In the corporate world, managers bridge the gap between executives and upper management. Managers are often responsible for breaking down company goals into actionable projects and enforcing them through their teams. Hence, their job role comes with a lot of pressure to meet targets and deadlines, which requires optimal performance of the team. This can sometimes result in productivity paranoia.
With remote work, it has become increasingly difficult for managers to keep a tab on their employee’s productivity. The constant worry around whether an employee is working as required when they’re not physically present in the office is known as productivity paranoia. In this blog, we’ll discuss why this paranoia has come into existence recently, its symptoms and causes, and how you can deal with it.
What is productivity paranoia?
Productivity refers to the efficiency with which an employee works, often resulting in a higher output of work. Employee productivity is a significant contributor to the overall performance of the team and company. When there are issues with performance, it can result in financial losses, damaged relationships with customers, and stagnation of company growth.
For ages, managers have relied on physical oversight to keep track of their employee’s performance. When the employees are not visible in front of the managers, they may start doubting their work ethic and productivity. This is known as productivity paranoia, a term popularized during the COVID-19 pandemic when offices started switching to hybrid and remote work.
Traditionally, the term ‘paranoia’ is used to describe unwarranted and irrational suspicion of others. When you are paranoid, you feel like you’re being deceived and conspired against even though you don’t have the proof to back this claim. Paranoia is usually associated with underlying mental illnesses. However, in the context of productivity paranoia, the usage of this term is more colloquial and does not indicate a psychiatric condition.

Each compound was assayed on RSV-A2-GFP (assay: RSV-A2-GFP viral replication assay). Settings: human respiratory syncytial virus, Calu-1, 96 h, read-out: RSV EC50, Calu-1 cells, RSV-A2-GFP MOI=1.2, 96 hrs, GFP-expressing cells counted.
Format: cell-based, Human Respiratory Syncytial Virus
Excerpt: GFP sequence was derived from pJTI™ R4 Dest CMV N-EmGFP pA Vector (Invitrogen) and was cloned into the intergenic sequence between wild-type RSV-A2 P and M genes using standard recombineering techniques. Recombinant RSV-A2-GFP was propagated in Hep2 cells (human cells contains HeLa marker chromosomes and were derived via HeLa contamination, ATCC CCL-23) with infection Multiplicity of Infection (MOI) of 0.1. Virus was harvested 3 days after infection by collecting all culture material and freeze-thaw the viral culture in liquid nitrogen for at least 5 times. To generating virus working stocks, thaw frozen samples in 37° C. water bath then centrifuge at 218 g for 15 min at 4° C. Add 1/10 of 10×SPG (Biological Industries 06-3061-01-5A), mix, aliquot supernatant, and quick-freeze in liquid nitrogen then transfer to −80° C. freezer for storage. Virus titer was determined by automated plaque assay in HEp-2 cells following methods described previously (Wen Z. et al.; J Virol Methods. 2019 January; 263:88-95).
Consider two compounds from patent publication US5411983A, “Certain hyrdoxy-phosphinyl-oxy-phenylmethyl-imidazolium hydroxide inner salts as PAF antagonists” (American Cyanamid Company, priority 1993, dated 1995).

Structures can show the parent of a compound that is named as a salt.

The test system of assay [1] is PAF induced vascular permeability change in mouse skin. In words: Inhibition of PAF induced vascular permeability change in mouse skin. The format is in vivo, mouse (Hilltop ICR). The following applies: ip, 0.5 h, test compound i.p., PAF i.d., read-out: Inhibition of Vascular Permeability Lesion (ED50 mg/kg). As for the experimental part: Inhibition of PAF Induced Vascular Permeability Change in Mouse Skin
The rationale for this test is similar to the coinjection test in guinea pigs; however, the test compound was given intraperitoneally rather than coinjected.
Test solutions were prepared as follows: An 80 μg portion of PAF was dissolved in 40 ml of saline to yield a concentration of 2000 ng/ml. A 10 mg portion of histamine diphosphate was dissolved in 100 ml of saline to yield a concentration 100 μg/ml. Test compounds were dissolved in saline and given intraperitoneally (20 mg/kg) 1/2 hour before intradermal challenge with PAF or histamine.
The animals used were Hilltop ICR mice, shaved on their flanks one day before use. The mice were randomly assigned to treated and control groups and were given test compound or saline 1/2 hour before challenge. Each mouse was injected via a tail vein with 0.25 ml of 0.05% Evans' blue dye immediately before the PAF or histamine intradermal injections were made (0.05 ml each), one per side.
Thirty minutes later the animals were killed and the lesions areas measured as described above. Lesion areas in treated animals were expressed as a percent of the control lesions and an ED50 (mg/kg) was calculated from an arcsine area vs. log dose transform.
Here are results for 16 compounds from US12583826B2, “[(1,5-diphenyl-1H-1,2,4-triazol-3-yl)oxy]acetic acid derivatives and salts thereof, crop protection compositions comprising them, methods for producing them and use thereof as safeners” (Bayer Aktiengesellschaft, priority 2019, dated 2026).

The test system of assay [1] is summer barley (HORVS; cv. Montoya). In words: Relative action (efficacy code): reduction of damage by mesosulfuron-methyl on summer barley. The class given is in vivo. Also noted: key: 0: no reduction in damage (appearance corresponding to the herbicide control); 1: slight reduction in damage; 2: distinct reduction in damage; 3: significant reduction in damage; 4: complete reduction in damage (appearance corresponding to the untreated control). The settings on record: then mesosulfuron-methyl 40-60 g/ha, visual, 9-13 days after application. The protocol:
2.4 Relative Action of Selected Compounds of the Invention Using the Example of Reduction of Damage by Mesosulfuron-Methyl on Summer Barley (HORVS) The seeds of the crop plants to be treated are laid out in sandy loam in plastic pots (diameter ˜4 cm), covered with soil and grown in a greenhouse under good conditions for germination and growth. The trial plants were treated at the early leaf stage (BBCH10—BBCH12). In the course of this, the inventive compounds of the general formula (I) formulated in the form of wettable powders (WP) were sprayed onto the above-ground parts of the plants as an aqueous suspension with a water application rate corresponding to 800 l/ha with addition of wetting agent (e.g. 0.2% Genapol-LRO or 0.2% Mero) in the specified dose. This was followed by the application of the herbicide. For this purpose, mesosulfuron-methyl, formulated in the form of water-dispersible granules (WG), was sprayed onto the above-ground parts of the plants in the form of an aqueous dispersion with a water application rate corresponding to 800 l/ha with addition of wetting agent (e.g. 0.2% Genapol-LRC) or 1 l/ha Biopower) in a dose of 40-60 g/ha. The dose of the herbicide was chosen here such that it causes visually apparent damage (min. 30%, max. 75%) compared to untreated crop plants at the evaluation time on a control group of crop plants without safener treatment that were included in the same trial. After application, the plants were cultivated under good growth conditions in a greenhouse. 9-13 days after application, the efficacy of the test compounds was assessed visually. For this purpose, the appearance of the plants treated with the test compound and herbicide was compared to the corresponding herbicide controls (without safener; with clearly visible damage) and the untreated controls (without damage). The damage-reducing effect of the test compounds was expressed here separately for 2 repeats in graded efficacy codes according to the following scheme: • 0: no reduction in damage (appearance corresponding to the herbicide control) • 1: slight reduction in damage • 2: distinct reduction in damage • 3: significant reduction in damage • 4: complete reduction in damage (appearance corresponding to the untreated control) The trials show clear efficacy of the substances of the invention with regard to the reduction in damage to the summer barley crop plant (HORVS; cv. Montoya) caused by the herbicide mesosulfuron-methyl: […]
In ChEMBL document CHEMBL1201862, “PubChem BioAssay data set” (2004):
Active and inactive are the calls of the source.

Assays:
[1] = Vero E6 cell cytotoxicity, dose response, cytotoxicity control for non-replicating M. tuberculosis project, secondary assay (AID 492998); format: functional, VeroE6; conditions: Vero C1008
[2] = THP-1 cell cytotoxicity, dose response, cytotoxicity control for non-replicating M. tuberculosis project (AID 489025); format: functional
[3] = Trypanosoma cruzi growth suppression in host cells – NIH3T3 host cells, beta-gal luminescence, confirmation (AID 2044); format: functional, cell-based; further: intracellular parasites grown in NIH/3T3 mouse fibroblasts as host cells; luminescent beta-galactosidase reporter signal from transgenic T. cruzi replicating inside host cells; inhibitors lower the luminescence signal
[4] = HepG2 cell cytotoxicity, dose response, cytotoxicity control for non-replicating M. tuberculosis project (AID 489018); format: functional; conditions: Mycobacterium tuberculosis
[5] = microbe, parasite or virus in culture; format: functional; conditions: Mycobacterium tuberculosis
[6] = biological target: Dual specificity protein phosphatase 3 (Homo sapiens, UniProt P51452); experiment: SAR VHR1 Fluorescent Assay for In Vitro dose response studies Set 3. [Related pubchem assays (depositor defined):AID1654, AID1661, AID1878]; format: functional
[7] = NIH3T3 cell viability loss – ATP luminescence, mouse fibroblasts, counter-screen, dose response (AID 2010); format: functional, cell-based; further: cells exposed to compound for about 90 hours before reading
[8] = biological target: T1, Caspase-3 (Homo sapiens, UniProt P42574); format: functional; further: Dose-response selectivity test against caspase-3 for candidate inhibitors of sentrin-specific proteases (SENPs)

Since this feeling is a form of paranoia, it is important to note that the doubt is arising not out of any particular action of the employee but because of the manager’s own past experience and insecurities.
One way in which this productivity paranoia manifests is through the use of technologies such as tracking software, surveillance cameras, and GPS data to monitor the employees’ whereabouts by their managers and companies.
Investing in expensive technologies to keep a close track of employees, even at the cost of their well-being, can make them more distrustful of the manager and less loyal to the company.
Symptoms of productivity paranoia
If you have productivity paranoia, your symptoms will show up in the form of certain attitudes and behaviors reflecting unwarranted concern for your employees when they’re not working in front of you. Some symptoms to look within yourself are:
- Not only do you constantly check on your employee’s work, but you also have solid monitoring systems in place to keep track of them. You get really anxious when they do not respond immediately, feeling that they’re not working.
- You set unreasonable goals and deadlines for your employees because you’re assuming that they aren’t working hard enough.
- You’re unable to delegate work because you fear that since you can’t overlook it, it won’t meet your standards. On the other hand, you micromanage them to get your desired output.
- You’re focusing only on the quantity part of their performance, not giving enough importance to the quality of their work.
While these are some behaviors your productivity paranoia might be manifesting in, your employees may also have certain reactions to it, such as:
- They don’t trust you due to the stringent monitoring you subject them to. Their motivation and productivity have decreased further; they’re disengaged from their work and spending more time on reporting activities.
- Due to the unrealistic expectations on them, they’re feeling stressed and anxious, which may lead to burnout.
- Your turnover rate has increased owing to the experiences of employees mentioned above.
What are the causes of productivity paranoia?